5. Biting off more than I could chew. Last September I got a notion to design a headband. I'm not usually a headband wearer but it seemed like fun, and it was. By the following day I had a second headband design finished too. By the third day I not only had a third headband designed and finished, but I also had the idea for an entire collection of headbands. I would use different construction methods, different yarn weights, different stitch patterns, and I had already thought up six so I thought "why not make it seven, one for each day of the week?" I set up the ebook on Ravelry, put up the first three patterns, and set it so that customers could buy the individual patterns, or the entire collection which would be at a reduced price while the collection was still incomplete, increasing gradually as the patterns were added until the final price when it was complete. It went really well until I got the fifth one loaded up and then I hit what I can only describe as "headband fatigue". I still had a sixth idea but was drawing a blank on the seventh. I didn't really want to make up the sixth one there and then as there are other things to knit in the world besides headbands. Problem being, I had already had two customers buy the complete collection so I had to go ahead and finish it. It was a month before number six went in, another month before the seventh and final pattern was added, and now I think I'm going to take a rest from headbands! I only have one head, after all!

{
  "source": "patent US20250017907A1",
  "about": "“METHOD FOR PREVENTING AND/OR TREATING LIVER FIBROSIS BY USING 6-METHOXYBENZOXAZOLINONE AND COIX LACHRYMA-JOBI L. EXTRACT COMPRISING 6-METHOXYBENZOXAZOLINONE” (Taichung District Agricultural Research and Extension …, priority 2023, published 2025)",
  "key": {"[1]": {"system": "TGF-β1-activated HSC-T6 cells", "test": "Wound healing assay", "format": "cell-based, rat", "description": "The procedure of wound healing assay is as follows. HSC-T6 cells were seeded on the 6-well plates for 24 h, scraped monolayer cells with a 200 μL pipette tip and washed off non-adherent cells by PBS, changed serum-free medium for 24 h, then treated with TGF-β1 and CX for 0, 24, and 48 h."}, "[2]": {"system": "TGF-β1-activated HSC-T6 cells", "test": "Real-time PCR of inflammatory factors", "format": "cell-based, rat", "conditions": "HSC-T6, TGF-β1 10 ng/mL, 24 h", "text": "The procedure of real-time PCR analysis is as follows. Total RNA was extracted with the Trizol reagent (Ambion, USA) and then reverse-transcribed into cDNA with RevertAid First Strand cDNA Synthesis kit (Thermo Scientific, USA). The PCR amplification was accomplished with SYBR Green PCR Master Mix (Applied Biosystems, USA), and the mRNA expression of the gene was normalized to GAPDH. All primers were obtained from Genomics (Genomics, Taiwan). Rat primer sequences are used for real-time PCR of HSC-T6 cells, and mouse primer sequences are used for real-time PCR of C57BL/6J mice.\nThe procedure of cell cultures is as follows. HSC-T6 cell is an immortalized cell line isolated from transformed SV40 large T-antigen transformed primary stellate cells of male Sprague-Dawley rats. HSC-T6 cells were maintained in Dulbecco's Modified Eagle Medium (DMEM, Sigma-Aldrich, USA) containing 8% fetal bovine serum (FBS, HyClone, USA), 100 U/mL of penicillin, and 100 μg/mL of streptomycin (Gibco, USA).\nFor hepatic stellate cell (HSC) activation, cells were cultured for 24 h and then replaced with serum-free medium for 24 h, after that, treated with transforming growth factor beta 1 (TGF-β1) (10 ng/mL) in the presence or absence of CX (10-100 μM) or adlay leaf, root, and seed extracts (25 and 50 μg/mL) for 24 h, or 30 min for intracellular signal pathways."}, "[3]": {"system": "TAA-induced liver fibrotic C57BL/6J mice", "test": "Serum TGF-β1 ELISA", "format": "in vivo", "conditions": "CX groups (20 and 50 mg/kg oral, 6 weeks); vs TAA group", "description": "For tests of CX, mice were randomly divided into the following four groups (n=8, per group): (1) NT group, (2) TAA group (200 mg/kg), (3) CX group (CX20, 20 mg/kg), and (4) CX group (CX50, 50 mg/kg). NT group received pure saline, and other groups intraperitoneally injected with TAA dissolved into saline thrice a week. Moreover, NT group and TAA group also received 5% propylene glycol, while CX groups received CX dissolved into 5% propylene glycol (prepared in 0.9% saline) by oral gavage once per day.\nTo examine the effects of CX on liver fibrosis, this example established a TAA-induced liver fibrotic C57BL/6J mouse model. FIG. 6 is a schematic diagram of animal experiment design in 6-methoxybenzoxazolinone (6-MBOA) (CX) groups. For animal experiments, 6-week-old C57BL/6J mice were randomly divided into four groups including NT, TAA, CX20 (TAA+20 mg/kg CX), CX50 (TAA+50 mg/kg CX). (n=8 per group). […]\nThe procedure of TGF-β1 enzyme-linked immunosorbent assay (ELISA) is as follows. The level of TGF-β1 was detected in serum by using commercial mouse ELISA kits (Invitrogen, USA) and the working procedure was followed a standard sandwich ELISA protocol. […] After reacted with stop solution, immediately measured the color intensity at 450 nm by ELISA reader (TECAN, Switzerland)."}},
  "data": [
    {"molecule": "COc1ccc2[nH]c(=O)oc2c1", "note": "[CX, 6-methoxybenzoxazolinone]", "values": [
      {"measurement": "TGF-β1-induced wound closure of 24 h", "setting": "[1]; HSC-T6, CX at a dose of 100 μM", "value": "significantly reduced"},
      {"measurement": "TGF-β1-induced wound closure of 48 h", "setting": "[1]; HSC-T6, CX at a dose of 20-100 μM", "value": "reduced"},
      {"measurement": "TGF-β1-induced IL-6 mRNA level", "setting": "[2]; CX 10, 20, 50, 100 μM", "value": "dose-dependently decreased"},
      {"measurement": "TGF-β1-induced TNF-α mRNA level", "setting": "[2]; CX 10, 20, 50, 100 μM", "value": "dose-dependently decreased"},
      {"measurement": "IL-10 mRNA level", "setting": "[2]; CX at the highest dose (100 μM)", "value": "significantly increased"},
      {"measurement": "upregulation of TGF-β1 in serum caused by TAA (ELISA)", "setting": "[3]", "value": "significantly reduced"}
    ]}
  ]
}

And finally, while I'm talking about errors, I'm going to include one near miss as well. This was only last month and I can't believe I nearly managed such a rookie mistake! I was going away for a knitting weekend with friends which we had been planning for literally months. The weeks and days before departure had been filled with online chat about which projects and yarns people would be bringing to work on and to swap with one another. I had narrowed it down to three projects (bear in mind, this was only for one weekend, but it's good to have a choice, right?!). I'd packed my yarn, I'd packed my patterns, I'd checked my notions bag for tape measures, scissors, stitch holders, markers, pen, post-its, safety pins, darning needles. I'd packed the yarn I was giving to a friend to finish off her own project. I'd packed clothes, toiletries, food. It was only as I was about to set off and made one final check of my "things to pack" list that I realised I hadn't packed any knitting needles!! Not one! I had no works-in-progress so wouldn't even have had needles in those. I'm sure it wouldn't have been a disaster, as when you're going away with 12 other knitters, surely one of them will have a pair you can borrow, but really?! That would have been an epic mistake!!
What's been your funniest knitting mistake?